Canada on track to pass 100-per-cent wireless penetration rate
More than three-quarters of Canadians owned a wireless device at the end of 2011 but that number is expected to climb as it becomes increasingly common for consumers to own more than one mobile gadget. And the explosive popularity of data-hungry devices such as smartphones and tablet computers is creating growth opportunities for wireless carriers, some of which are already seeing their data traffic increase by 5 per cent per week.
“Today, more than 26 million Canadians have a mobile phone or wireless device – a number that continues to experience significant growth every year,” said Bernard Lord, chief executive officer of the Canadian Wireless Telecommunications Association, in an address to the 2012 Canadian Telecom Summit in Toronto on Monday.
“And we expect to see over 100-per-cent [wireless] penetration in just the next few years.”
Such market-saturation levels are already a reality in some European countries, where it is common for consumers to own multiple cellphones or SIM cards, mostly to avoid roaming charges while travelling across the continent. Canadians, however, are recognized for being global leaders in smartphone and tablet adoption – and their voracious appetite for mobile data, especially video, is rapidly changing the economics of the wireless industry.
A maturing wireless market means carriers expect their subscription-based business models to flatten over the coming years. As a result, carriers are racing to find new ways to monetize their networks by offering innovative services to drive wireless data growth.
It is estimated that an average smartphone uses 35 times the bandwidth of a regular cellphone, while a tablet uses up to 121 times the bandwidth, Mr. Lord said. He noted that increasingly, wireless data is being consumed inside the home.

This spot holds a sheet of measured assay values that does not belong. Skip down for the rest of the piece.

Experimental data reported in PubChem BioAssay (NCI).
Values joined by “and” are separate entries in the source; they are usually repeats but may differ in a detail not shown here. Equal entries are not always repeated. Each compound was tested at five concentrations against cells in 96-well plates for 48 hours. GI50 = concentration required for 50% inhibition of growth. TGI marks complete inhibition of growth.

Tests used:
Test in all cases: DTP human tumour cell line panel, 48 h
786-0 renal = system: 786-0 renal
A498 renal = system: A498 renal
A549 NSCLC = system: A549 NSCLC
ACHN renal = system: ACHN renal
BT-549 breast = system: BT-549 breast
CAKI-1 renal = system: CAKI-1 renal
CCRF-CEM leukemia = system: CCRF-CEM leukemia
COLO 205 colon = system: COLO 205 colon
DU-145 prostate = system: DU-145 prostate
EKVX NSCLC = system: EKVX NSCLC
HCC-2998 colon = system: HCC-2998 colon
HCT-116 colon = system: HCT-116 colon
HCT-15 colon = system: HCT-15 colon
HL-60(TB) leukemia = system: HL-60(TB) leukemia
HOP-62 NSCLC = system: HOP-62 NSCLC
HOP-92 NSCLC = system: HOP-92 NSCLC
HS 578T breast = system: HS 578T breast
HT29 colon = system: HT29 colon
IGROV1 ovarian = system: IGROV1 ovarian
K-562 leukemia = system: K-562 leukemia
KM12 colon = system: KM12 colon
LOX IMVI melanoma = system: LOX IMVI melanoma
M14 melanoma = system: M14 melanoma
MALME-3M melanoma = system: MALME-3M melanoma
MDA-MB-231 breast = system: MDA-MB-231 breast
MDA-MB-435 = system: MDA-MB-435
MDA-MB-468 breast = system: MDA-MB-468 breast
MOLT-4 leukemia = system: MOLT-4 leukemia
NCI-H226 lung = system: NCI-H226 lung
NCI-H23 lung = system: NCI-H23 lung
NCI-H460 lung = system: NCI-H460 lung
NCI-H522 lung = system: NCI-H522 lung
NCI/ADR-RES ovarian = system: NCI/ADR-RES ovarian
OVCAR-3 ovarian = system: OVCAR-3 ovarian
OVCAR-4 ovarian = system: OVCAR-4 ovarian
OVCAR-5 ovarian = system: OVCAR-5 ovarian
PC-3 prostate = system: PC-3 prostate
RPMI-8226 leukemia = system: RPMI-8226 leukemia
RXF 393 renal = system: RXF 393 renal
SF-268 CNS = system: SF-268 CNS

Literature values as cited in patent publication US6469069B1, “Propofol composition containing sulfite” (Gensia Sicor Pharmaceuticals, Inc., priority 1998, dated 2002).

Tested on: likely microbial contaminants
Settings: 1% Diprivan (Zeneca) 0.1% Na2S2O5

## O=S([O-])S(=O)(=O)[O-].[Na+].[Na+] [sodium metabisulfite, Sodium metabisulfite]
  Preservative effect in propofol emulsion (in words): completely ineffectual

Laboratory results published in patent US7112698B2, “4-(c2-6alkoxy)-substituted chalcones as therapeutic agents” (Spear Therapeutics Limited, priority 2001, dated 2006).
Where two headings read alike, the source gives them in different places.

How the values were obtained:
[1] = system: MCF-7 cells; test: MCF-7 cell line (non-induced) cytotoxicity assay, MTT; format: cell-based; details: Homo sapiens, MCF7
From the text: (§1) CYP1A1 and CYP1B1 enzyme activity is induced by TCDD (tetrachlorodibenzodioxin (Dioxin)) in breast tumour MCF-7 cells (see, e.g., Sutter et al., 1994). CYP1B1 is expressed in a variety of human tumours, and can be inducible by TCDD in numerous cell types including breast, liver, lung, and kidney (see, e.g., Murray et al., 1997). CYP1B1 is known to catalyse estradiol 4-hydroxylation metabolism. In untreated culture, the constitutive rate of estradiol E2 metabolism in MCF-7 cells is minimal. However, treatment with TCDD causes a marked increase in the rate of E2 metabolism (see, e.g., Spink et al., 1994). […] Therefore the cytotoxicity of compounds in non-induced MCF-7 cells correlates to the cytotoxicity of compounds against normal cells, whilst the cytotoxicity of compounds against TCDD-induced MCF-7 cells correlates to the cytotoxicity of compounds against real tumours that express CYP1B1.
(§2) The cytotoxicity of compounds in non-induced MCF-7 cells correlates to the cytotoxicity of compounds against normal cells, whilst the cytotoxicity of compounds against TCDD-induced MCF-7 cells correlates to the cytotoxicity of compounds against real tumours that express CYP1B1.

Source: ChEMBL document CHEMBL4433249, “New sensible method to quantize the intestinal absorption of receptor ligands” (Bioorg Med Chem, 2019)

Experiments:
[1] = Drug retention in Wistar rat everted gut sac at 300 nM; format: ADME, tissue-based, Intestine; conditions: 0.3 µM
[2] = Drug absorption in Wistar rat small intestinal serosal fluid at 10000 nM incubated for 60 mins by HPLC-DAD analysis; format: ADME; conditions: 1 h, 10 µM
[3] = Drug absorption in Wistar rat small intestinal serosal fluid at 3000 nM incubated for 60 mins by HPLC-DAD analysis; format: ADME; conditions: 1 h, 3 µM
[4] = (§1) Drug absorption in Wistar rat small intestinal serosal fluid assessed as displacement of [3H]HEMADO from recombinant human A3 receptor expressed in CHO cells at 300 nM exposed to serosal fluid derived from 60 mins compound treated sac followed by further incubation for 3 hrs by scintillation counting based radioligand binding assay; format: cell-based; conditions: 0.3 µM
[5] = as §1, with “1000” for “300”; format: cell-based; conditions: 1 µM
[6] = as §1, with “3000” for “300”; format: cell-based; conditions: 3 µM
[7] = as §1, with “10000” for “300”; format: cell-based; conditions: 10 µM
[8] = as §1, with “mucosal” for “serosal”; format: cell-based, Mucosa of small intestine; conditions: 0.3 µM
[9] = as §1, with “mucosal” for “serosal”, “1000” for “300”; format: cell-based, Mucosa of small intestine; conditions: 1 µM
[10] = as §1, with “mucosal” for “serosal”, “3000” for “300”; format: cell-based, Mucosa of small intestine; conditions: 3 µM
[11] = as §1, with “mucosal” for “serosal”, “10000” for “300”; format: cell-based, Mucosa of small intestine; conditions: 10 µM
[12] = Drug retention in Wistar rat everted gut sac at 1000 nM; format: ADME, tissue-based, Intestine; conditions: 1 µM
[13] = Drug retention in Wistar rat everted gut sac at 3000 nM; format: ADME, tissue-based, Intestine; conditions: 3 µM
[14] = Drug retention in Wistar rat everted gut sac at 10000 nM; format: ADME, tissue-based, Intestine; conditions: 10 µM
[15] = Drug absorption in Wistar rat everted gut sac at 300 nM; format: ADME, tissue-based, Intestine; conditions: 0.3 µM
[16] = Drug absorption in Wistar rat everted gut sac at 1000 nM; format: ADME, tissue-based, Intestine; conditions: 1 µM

“We think there is no shortage of growth on the horizon,” Rob Bruce, president of communications at Rogers Communications Inc., said in an interview.
Rogers, Canada’s largest wireless carrier with more than 9 million wireless subscribers, is already rolling out new consumer services such as mobile video, mobile commerce and remote home monitoring that leverage its existing wireless network.
But the company has experienced a sequential slowdown in its wireless data revenue growth rate in its most recent two quarters as more consumers opted for cheaper data plans. Mr. Bruce said he is not worried: “There is always some ebb and flow from quarter to quarter. In the long run we think there is lots of growth in our business.”
He noted that globally, the wireless industry has already passed one zettabyte of mobile data, adding that number is expected to double every two years. As a point of reference, he mused that only a few years ago, the entire Internet was believed to be half of a zettabyte. As part of the coming mobile broadband revolution, it is forecasted there will be some 50 billion connected devices around the world by 2020, said Mark Henderson, president and CEO of Ericsson Canada.
“Almost 40 per cent of smartphone users globally use the Internet before they get out of bed,” he told delegates. “They reach over and shut off the [device’s] alarm and then pick it up. And then they start looking at the tweets, the Facebook, what the weather is … then they go to the bathroom.”
He added: “The only point in the day when usage dips significantly on a global scale is dinner.”
The Globe & Mail